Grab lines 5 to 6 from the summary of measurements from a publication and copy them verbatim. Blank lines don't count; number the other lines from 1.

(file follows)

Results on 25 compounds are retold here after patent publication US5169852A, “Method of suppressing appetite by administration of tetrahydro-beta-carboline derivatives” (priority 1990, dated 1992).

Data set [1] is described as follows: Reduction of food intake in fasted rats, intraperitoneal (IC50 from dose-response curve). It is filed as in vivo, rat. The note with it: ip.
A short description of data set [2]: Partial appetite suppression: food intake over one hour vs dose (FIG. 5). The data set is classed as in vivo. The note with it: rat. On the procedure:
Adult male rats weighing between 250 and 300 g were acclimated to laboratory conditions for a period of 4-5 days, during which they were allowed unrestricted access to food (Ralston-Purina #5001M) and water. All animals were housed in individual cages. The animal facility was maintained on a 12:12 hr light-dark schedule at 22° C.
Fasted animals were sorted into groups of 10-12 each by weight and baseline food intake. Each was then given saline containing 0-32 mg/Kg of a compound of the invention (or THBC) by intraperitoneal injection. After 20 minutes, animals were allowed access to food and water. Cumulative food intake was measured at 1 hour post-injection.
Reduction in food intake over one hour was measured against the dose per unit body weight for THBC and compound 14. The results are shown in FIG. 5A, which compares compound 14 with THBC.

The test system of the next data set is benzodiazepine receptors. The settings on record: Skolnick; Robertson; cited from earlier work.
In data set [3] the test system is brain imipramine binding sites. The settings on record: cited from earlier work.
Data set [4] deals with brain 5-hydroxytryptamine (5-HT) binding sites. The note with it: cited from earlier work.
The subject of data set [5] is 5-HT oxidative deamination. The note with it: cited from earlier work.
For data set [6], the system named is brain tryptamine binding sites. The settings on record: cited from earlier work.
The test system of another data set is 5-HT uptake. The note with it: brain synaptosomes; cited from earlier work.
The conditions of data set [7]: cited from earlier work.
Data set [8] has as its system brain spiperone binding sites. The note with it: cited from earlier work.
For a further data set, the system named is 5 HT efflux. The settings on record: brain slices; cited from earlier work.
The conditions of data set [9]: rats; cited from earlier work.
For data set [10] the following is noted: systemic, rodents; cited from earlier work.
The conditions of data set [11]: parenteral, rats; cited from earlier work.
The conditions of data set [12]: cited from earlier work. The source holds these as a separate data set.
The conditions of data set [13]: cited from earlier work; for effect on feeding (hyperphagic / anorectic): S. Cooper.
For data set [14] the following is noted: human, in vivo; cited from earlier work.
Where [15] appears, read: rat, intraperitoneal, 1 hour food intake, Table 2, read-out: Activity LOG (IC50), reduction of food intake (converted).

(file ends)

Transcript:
Fasted animals were sorted into groups of 10-12 each by weight and baseline food intake. Each was then given saline containing 0-32 mg/Kg of a compound of the invention (or THBC) by intraperitoneal injection. After 20 minutes, animals were allowed access to food and water. Cumulative food intake was measured at 1 hour post-injection.
Reduction in food intake over one hour was measured against the dose per unit body weight for THBC and compound 14. The results are shown in FIG. 5A, which compares compound 14 with THBC.